Business-driven development is a meta-methodology for developing IT solutions that directly satisfy business requirements. This is achieved by adopting a model-driven approach that starts with the business strategy, requirements and goals, and then refines and transforms them into an IT solution. The transformation is partially achieved by applying model transformations. Due to the alignment of the business layer and the IT layer, it is possible to propagate changes of the business automatically to the IT systems. This leads to increased flexibility and shorter turnaround times when changing the business and adapting the IT systems.
Business-driven development goes further than the simple development of delivered requirements in that the implementing resource seeks to both completely understand the business side during the iterative gathering and implementing of requirements and drives to, once acquiring that information, improve business processes itself during the development of the actual solution.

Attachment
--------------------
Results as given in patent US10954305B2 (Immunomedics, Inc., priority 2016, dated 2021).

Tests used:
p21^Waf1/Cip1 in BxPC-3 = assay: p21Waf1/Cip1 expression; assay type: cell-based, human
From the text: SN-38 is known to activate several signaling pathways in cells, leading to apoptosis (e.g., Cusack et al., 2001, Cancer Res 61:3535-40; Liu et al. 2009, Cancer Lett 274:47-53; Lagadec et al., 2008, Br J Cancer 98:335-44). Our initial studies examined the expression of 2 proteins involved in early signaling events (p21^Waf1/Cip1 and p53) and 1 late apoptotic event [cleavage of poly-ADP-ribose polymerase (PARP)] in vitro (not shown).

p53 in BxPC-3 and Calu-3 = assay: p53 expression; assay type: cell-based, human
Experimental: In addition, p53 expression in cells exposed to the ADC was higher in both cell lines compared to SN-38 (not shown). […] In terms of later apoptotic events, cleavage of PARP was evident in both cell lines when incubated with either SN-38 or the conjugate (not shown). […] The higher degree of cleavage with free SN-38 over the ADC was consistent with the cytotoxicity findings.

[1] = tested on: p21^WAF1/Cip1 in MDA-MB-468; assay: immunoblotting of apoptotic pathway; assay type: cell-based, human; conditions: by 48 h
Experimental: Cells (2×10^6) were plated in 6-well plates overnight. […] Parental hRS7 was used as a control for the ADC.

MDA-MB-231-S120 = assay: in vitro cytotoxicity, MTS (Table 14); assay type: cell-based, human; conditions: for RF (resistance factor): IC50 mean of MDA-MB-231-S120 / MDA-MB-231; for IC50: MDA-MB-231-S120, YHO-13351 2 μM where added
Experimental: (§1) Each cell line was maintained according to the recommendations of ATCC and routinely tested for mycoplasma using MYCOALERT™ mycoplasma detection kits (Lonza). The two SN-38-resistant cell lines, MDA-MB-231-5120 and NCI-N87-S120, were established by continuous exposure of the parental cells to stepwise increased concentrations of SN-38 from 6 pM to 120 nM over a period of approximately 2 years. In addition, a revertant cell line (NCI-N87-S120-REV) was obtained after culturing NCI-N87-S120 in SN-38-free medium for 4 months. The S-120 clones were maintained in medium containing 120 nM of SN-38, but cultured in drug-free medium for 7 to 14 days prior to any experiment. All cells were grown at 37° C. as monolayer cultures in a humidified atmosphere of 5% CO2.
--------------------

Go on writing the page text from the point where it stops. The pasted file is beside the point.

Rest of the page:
The applicability of automatic models transformations to align business and IT has been criticized and partially replaced by agile practices and methods such as behavior-driven development (BDD) and domain-driven design (DDD).
- Behavior-driven development (BDD)
- Business process automation
- Business process management (BPM)
- Domain-driven design (DDD)
- Domain-specific modeling (DSM)
- Model-driven engineering (MDE)
- Service-oriented architecture (SOA)
- Service-oriented modeling Framework (SOMF)
- T. Mitra. "Business-driven development". IBM developerWorks article.
- J. Koehler et al. "The Role of Visual Modeling and Model Transformations in Business-driven Development". Proceedings of GT-VMT 2006, pp. 1–12, 2006.
- M. Fowler, Agile Guide, http://martinfowler.com/agile.html